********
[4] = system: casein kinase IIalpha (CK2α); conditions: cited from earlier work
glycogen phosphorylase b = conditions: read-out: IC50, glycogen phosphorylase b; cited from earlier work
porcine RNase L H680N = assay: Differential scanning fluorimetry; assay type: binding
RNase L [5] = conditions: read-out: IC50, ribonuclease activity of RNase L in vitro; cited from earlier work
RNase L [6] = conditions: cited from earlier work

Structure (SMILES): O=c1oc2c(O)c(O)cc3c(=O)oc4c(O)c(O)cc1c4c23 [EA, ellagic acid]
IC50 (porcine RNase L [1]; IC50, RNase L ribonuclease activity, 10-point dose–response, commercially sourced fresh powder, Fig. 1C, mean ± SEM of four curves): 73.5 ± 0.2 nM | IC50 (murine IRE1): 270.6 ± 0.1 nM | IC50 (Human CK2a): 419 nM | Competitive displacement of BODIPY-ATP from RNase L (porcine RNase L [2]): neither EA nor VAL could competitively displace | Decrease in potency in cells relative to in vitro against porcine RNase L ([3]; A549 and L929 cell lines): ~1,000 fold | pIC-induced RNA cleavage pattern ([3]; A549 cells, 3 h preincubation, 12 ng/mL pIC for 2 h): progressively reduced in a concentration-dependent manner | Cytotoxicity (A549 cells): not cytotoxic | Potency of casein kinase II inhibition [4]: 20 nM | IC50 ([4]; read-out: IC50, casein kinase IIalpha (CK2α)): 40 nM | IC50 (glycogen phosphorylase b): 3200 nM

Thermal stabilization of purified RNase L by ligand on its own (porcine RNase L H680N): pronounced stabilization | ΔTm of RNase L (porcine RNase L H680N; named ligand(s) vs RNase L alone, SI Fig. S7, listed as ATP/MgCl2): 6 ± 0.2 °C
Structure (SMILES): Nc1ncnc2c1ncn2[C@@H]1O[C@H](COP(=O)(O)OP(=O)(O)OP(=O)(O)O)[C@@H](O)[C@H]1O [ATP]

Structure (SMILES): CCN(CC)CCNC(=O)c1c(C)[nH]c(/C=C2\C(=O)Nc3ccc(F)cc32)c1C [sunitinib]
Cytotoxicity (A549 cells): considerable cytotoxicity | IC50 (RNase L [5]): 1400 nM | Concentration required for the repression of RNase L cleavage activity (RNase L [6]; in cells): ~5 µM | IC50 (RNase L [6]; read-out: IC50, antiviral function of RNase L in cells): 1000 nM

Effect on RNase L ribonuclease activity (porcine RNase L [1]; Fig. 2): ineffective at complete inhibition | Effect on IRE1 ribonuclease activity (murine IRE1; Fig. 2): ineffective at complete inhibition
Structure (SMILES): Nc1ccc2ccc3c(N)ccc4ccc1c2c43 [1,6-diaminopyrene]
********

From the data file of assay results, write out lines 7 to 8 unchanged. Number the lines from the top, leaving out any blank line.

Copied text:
IC50 (porcine RNase L [1]; IC50, RNase L ribonuclease activity, 10-point dose–response, commercially sourced fresh powder, Fig. 1C, mean ± SEM of four curves): 73.5 ± 0.2 nM | IC50 (murine IRE1): 270.6 ± 0.1 nM | IC50 (Human CK2a): 419 nM | Competitive displacement of BODIPY-ATP from RNase L (porcine RNase L [2]): neither EA nor VAL could competitively displace | Decrease in potency in cells relative to in vitro against porcine RNase L ([3]; A549 and L929 cell lines): ~1,000 fold | pIC-induced RNA cleavage pattern ([3]; A549 cells, 3 h preincubation, 12 ng/mL pIC for 2 h): progressively reduced in a concentration-dependent manner | Cytotoxicity (A549 cells): not cytotoxic | Potency of casein kinase II inhibition [4]: 20 nM | IC50 ([4]; read-out: IC50, casein kinase IIalpha (CK2α)): 40 nM | IC50 (glycogen phosphorylase b): 3200 nM

Thermal stabilization of purified RNase L by ligand on its own (porcine RNase L H680N): pronounced stabilization | ΔTm of RNase L (porcine RNase L H680N; named ligand(s) vs RNase L alone, SI Fig. S7, listed as ATP/MgCl2): 6 ± 0.2 °C